This happened in 2016, with a yellow fever outbreak in Angola that caused more than 3,800 cases and 360 deaths: a handful of imported cases in China (in fact, the first ever reported cases of yellow fever in the continent) threatened to introduce the virus into a densely populated area without any natural immunity against it.

Image: Pixabay / WikiImages

The vaccine: the best weapon

The good news is that there is a highly effective vaccine to protect against the disease. The problem is the amount of available doses if an epidemic in a large city broke out (the global production of the vaccine is limited), as well as the misinformation generated by unfounded rumours on vaccine safety, leading local people and travellers to take the wrong decision of not getting vaccinated.

The problem is the amount of available doses if an epidemic in a large city broke out: the global production of the vaccine is limitedSeveral cases (and at least three deaths) of European and South American travellers that returned infected from Brazil have been confirmed in the last few months. These include a Dutch tourist that visited the Sao Paulo region, a French tourist that was in Minas Gerais, and a Swiss citizen that died from the disease after returning from Ilha Grande. None of them had been vaccinated. In addition, Chilean authorities confirmed the death of two travellers that visited Ilha Grande (a third companion has fallen sick and is in stable condition), and Argentina also confirmed two imported yellow fever cases (again, none had been vaccinated).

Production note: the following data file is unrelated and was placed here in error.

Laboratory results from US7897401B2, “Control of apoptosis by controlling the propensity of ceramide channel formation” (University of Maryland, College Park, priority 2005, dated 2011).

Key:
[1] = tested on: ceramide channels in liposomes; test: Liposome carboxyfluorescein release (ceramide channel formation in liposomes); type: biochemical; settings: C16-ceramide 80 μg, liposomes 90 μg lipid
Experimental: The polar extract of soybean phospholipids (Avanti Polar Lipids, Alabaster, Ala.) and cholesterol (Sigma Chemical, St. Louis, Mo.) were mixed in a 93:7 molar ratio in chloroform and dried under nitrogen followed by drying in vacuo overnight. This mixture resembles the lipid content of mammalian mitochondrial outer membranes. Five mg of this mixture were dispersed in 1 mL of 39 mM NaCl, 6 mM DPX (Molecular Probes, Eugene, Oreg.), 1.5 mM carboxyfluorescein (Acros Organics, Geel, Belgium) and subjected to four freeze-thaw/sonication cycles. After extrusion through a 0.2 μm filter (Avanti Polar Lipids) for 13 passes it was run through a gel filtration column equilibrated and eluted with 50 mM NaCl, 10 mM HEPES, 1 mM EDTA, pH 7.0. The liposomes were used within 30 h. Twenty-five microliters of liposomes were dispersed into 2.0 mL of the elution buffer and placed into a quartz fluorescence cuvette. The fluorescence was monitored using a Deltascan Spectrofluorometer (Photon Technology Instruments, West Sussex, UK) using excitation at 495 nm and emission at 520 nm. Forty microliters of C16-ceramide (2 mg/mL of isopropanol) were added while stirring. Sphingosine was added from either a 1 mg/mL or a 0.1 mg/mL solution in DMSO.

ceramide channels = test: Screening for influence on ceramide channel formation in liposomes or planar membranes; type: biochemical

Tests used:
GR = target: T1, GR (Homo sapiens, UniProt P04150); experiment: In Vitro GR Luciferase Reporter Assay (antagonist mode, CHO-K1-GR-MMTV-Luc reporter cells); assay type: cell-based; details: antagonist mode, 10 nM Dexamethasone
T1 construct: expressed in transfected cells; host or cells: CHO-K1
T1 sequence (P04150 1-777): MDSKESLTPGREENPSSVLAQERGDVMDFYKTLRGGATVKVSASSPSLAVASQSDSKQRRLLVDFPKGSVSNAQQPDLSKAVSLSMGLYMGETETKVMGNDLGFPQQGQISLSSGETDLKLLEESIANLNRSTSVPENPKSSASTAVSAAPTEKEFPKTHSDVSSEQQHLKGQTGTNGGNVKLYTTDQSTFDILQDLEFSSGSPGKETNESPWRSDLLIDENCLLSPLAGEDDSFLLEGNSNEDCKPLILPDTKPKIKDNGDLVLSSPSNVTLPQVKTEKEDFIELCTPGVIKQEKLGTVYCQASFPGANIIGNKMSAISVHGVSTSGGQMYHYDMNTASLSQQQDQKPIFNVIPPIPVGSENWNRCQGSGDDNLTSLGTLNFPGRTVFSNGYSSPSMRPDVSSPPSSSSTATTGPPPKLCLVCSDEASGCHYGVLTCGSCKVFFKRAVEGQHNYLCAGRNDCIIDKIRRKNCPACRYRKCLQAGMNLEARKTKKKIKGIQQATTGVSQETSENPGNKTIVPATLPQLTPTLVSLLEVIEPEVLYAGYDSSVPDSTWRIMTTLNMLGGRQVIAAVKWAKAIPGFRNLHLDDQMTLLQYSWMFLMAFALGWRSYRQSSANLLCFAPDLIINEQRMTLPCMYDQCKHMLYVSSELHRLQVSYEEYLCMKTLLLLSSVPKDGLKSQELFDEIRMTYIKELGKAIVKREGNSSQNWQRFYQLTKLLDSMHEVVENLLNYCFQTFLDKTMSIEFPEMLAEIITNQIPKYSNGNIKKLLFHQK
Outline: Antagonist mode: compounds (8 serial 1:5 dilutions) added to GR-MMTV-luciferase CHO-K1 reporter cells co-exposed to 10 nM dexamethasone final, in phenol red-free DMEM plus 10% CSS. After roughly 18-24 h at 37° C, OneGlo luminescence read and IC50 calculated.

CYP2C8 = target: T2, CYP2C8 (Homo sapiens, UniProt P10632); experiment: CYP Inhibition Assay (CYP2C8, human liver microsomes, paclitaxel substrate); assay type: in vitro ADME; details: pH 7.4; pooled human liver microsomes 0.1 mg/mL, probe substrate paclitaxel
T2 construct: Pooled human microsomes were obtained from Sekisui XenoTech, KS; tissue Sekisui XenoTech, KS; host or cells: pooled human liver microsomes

With the goal of protecting local populations and avoiding urban transmission mediated by Aedes mosquitoes, the Brazilian authorities have launched a campaign in which more than 5 million people have been vaccinated (most of them with fractionated doses of the vaccine, which has been shown to be equally protective). The Brazilian Health Minister has even proposed vaccinating the entire country, although it is not clear whether there will be enough vaccine to cover the whole population (207 million people), even using fractionated doses.

For those international travellers planning to visit Brazil, the advice is clear and simple: get vaccinated at least 10 days before travelling if visiting Sao Paulo, Minas Gerais, Rio de Janeiro or jungle areas. The vaccine provides lifelong protection and is offered in the traveller attention services (these services in addition provide practical information and advice tailored to the travel destination). As with all vaccines, when indicated, the benefits largely outweigh the risk of adverse effects.

For those persons who were not vaccinated [...] the best advice is to avoid travelling to areas at riskJust like Brazil has a problem with yellow fever vaccine stocks, Europe is having the same problem, so it is possible that some vaccination centers may lack the vaccine. This is because vaccine production is limited and there is usually no surplus. For those persons who were not vaccinated for this reason or because of contraindications (the vaccine is not indicated for immunocompromised patients or babies under 9 months of age), the best advice is to avoid travelling to areas at risk, if possible.